Miles: today 18 cumulative 95.5
I needed the rest day yesterday! Today was long. The rain had stopped by the time I woke up and by 9 the sun was coming out. I set off through St Ives, alongside Carbis Bay. The path passes between houses and the sea and I couldn’t see the contour lines. I got a shock how up and down it was.
Carbis Bay is on the Hayle estuary and, although it was low tide, I didn’t fancy trying to wade across the river. The path takes about a three mile detour along the estuary. Nice views to porth kidney sands and back to St Ives.
As I approached the church of St. Uny in Lelant I met a man walking the pilgrims route from the church to St Michaels Mount, the St Michael’s way. The path is one of a number of pilgrim routes across Europe that converge on St James’ cathedral in Santiago de Compostella in Galicia. Pilgrims from Ireland used to land here and walk across Cornwall because the waters around Lands End were considered too dangerous.
I can’t tell you much about Lelant saltings except it used to be a port until the harbour silted up and the author Rosamunde Pilcher was born here. When you cross the estuary there is an area that looks like it has been dug out into linear trenches but I do not know why.
The path then crosses the Hayle and makes its way back to the coast. It then passes through dunes called the Towans, derived from a corruption of the Cornish for dunes. I followed the dunes for a short while and then descended to the beach. This was a beautiful walk around St Ives Bay, although some prefer to see it from the sky
The first picture is a view of Godrevy Towans and Godrevy Island, the second a view back along the beach.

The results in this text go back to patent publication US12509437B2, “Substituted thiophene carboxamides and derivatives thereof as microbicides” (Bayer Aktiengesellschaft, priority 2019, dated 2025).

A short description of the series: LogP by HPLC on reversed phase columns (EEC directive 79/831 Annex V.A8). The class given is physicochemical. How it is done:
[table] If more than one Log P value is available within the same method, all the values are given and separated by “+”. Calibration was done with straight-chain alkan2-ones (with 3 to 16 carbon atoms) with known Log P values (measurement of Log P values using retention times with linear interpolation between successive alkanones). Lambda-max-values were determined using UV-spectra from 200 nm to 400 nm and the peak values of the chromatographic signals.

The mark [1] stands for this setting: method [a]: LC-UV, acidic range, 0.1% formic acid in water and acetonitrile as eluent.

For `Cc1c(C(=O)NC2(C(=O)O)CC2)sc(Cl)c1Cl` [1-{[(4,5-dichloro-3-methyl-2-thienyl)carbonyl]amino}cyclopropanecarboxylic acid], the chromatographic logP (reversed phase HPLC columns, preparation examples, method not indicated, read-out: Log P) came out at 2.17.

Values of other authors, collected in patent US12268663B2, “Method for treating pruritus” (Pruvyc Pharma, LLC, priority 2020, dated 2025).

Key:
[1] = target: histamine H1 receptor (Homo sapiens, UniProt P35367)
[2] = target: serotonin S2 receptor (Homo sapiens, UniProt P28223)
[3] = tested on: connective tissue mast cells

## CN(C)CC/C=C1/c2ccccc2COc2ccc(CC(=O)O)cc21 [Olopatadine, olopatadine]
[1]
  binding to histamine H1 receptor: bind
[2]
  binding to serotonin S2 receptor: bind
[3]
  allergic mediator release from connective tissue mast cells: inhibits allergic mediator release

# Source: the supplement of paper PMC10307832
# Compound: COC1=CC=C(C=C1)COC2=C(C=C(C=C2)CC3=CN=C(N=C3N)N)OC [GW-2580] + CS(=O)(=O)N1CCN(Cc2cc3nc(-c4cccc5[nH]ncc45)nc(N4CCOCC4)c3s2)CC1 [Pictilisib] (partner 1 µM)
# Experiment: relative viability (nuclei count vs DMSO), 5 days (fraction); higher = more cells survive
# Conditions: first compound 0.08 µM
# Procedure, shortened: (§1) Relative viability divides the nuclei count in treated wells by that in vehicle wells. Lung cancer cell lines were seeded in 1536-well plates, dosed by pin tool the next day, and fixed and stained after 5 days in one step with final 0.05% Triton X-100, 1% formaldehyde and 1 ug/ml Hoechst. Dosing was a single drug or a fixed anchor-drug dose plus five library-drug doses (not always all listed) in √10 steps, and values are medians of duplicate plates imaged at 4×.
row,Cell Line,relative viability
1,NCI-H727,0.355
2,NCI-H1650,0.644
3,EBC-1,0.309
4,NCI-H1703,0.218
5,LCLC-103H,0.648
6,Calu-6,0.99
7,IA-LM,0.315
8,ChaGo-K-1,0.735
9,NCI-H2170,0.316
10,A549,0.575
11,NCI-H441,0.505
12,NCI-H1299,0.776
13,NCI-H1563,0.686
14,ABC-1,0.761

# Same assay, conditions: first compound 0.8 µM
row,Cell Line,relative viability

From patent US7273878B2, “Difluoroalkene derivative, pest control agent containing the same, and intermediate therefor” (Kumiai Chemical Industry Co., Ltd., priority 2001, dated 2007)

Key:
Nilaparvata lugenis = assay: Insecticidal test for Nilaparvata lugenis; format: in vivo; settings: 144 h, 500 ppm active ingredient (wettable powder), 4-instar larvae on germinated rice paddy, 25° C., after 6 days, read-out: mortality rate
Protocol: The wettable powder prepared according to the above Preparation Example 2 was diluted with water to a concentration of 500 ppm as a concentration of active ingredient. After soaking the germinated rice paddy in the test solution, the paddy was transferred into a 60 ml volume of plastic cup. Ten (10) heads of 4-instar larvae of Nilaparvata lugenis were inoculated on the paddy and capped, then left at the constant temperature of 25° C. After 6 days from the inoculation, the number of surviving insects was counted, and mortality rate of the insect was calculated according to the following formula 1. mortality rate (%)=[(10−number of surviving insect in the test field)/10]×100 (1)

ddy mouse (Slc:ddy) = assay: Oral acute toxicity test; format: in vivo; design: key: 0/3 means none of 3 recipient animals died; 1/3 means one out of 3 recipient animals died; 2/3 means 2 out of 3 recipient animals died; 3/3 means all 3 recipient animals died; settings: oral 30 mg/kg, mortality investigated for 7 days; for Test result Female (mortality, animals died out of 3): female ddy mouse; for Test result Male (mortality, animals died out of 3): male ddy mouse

The path then takes to the cliffs again. Very easy walking with no steep ascents for most of the day. The nice thing about the path is there are always opportunities for a healthy lunch
That’s 2 of my 5 a day: white chocolate and raspberry. Why am I not getting thinner??
This is the lighthouse on Godrevy island
Easy walking along the cliff path with fine views back towards St Ives Bay and forward towards Portreath.As you can see, nice and flat.There has been an abundance of lovely flowers throughout the walk. Examples:
All flat paths come to an end and after an easy stroll there were two sharp descents and ascents.
The path then crosses the cliff above Ralph’s cupboard. This is a collapsed sea cave.
There is a legend that this was the home of the giant Wrath of Portreath. He would throw rocks at passing ships to wreck them. He would then eat the crew and steal their treasure. He wasn’t at home today. Other stories say it was used by (human) smugglers as a hideaway and to store their loot.
I feel bad I criticised the SW coast path signage a few days ago. Since then it has been perfect. I have got lazy navigating, I just need to keep the sea on my left. On many of the signs there is a grid reference so you can always work out where you are.
Also, where the path is overgrown somebody has cleared it with a strimmer. In some places the cliff has collapsed or is unstable and there is a clearly marked diversion.
Finally I turned the corner and arrived at Portreath